Microchip Technology's series of microcontrollers is called PIC chips. Microchip secured a trademark for the name PIC. Microchip uses PIC to describe its series of PIC microcontrollers. PIC is generally assumed to mean programmable interface controller.

Better Than Any Stamp

Parallax Company sells an easy-to-use series of microcontroller circuits called the Basic Stamp. Parallax's Basic Stamps (BS1 and BS2) use Microchip Technology's PIC microcontrollers. What makes the Stamps so popular and easy to use is that they are programmed using a simplified form of the Basic language. Basic-language programming is easy to learn and use. This was the Stamps' main advantage over other microcontroller systems, which have a much longer learning curve because they force their users and developers to learn a niche assembly language. (A niche assembly language is one that is specific to that company's microcontroller and no one else's.)

The Basic Stamp has become one of the most popular microcontrollers in use today. Again, the Basic Stamp's popularity (this bears repeating) is due to its easy-to-learn and easy-to-use Basic-language programming. The PIC's Basiclanguage system is just as easy to learn and use, and the PIC has enormous benefits that make it better than any Stamp.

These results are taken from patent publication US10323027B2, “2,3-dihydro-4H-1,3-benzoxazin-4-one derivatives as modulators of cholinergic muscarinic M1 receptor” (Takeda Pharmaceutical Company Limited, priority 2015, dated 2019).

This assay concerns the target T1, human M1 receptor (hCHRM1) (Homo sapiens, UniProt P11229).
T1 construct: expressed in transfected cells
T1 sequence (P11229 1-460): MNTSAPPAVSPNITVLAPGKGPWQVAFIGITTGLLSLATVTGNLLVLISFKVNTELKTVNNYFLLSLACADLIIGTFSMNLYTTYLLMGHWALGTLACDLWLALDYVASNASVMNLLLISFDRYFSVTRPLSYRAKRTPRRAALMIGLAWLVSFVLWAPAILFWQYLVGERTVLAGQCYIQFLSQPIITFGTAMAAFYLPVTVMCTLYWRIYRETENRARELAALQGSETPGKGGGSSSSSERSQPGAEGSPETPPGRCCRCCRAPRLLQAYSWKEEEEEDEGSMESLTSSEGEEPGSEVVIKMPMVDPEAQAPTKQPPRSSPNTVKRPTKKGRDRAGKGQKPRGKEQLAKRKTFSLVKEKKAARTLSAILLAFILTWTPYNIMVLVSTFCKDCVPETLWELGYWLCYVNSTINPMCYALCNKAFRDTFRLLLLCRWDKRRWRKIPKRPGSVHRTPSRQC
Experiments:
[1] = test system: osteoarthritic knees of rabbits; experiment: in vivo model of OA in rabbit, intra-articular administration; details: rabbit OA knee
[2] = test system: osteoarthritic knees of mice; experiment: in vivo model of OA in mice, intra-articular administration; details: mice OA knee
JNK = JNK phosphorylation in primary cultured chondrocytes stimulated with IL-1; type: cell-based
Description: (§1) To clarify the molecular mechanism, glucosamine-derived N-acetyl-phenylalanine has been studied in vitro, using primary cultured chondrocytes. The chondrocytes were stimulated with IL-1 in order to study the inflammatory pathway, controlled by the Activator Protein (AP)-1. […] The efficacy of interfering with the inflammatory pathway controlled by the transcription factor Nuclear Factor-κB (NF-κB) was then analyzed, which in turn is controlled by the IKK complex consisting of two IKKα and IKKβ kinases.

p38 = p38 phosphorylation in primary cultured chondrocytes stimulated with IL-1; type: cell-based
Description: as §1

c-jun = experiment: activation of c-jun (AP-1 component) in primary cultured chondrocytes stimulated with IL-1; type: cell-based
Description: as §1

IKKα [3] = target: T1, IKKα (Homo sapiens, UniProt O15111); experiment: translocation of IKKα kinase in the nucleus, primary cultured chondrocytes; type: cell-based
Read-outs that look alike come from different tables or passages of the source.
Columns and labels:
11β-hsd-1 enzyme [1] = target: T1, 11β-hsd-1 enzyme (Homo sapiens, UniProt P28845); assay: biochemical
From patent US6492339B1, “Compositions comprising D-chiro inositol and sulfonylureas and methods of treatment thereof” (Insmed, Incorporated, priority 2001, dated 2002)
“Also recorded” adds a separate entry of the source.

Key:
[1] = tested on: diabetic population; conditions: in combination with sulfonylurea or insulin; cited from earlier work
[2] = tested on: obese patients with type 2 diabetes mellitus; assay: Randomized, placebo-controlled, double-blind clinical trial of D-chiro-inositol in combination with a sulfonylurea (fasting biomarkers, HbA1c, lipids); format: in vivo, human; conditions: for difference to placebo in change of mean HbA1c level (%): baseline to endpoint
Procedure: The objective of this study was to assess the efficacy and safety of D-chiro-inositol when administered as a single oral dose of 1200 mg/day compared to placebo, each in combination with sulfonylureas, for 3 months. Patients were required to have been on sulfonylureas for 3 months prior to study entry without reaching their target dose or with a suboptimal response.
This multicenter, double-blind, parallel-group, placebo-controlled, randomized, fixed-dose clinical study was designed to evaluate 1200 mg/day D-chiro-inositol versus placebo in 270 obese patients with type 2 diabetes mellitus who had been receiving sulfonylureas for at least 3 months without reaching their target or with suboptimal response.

The Basic language of the PICBasic compiler that we will use to program the PIC chips is similar to that used in the Basic Stamp series. Programming PIC chips directly has just become as easy as programming Stamps. Now you can enjoy the same easy language the Basic Stamp offers, plus two more very important benefits.

Benefit one: faster speed

Our programmed PIC chips will run their program much faster. If we enter the identical Basic program into a Basic Stamp and into a PIC chip, the programmed PIC chip will run 20 to 100 times faster (depending upon the instructions used) than the Basic Stamp. Here's why.

The BS1 and BS2 Basic Stamp systems use a serial EEPROM memory connected to the PIC chip to store their programs. The basic commands in the program are stored as basic tokens. Basic tokens are like a shorthand for basic commands. When running the program, the Basic Stamp reads each instruction (token and data/address) over the serial line from the external EEPROM memory, interprets the token (converts token to the ML equivalent the PIC can understand), performs the instruction, reads the next instruction, and so on. Each and every instruction goes through these serial load, read, interpret, then perform steps as the program runs. The serial interface reading routine eats up gobs of the microcontroller's CPU time.